Law school has lost its allure. Enrollment at American Bar Association-accredited law schools has plummeted 25 percent since 2010 and several law schools have or soon will close up shop for lack of demand.
Why? It’s a combination of factors including rising tuition, a stagnant job market and the perception that better options exist elsewhere.
So what’s it going to take to lure back would-be lawyers—especially those with the high Law School Admission Test scores that schools covet? (Applicants with LSAT scores of 160 or above are down a whopping 45 percent over the past six years.)
We asked 11 leaders from the legal academy, the bench and law firms to tell us how law schools can make up those recruiting losses and appeal once again to top prospects. Their perspectives vary, but a few overarching themes emerged.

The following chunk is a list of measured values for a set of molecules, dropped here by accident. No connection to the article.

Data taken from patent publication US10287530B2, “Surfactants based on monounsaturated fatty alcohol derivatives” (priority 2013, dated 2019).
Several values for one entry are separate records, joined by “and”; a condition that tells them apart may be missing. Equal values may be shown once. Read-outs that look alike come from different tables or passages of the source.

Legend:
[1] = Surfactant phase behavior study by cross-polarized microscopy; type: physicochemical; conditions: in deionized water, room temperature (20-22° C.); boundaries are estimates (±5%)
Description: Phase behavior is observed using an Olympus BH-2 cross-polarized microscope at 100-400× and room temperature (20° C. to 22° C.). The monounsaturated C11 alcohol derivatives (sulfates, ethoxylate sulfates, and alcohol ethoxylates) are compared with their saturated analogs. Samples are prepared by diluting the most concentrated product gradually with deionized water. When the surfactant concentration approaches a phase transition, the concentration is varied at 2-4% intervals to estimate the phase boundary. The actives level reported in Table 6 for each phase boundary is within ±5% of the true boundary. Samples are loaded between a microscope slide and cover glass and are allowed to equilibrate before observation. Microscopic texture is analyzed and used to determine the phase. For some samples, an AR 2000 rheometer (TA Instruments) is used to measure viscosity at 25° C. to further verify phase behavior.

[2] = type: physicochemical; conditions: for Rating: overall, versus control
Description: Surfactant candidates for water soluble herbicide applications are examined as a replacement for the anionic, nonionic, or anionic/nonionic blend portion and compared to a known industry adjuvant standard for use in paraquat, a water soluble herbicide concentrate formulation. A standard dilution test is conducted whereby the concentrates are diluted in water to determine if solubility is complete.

For starters, a legal education costs too much and schools aren’t doing themselves any favors by obscuring what students actually pay after aggressive discounts. But even a low-cost legal education is less appealing when jobs are scarce, so a more robust entry level lawyer job market would be a boon. Clearly, not an easy fix.
Finally, law schools must better communicate the benefits of a law degree and the key role lawyers play in society. Rethinking both how and what law schools teach is a good start to counteracting the tide of negative publicity that has plagued them for the past half decade.
To read more, click each individual’s name.